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Is wchar_t guaranteed to be larger than char?

P: n/a
Good day,

I'm asking this just out of curiosity, but it just occurred to me to
reread the section on wchar_t (3.9.1.5), and unless I'm reading it
wrong, there is no guarantee that wchar_t is larger than char.

What I'm seeing is that it has to have the same characteristics as its
underlying type, which can be any integral type. The integral types are
bool, char (plain, signed, unsigned), short, int and long (signed and
unsigned, plus presumably long long) (3.9.1.7). So the underyling type
could be signed char?

--
Mark A. Gibbs (aka. Indi)
Administrator
#c++ on irc.Rizon.net

http://ca.geocities.com/in***@rogers.com/
(temporary website)

Jul 23 '05 #1
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P: n/a
"Mark A. Gibbs" <x_*********@rogers.com_x> wrote in message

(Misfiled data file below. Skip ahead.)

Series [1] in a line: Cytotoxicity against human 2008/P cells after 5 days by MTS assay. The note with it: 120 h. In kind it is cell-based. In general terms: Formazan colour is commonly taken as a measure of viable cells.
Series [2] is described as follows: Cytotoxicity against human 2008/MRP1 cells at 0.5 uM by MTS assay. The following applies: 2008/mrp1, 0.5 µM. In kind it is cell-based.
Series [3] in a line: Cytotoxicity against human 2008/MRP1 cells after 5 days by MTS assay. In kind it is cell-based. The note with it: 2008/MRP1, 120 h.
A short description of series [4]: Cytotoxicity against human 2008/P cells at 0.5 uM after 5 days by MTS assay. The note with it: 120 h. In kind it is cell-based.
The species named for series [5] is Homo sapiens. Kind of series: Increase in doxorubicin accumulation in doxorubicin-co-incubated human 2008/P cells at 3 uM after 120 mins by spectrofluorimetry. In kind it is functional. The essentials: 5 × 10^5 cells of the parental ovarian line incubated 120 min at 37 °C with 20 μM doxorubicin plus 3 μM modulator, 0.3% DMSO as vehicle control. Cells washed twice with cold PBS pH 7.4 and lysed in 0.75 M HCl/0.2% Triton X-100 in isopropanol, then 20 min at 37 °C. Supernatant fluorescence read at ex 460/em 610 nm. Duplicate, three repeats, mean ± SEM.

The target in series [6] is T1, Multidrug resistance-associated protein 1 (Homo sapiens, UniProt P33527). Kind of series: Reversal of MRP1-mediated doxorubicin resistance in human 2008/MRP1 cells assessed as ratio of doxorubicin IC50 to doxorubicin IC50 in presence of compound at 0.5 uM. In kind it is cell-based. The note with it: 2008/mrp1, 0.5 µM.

news:Z9********************@rogers.com
Good day,

I'm asking this just out of curiosity, but it just occurred to me to
reread the section on wchar_t (3.9.1.5), and unless I'm reading it
wrong, there is no guarantee that wchar_t is larger than char.


Correct. There is also no guarantee that an int is larger than a char. Note
that a char could be, say, 32 bits.

Stroustrup (TC++PL, p.75) has this table:

1==sizeof(char) <= sizeof(short) <= sizeof(int) <= sizeof(long)

1 <= sizeof(bool) <= sizeof(long)

sizeof(char) <= sizeof(wchar_t) <= sizeof(long)

sizeof(float) <= sizeof(double) <= sizeof(long double)

sizeof(N) == sizeof(signed N) == sizeof(unsigned N)

where N is a char, short int, int or long int.

In addition, char is at least 8 bits, short at least 16 bits and long at
least 32 bits.

In terms of relative and absolute sizes, nothing else is guaranteed.
--
John Carson
Jul 23 '05 #2

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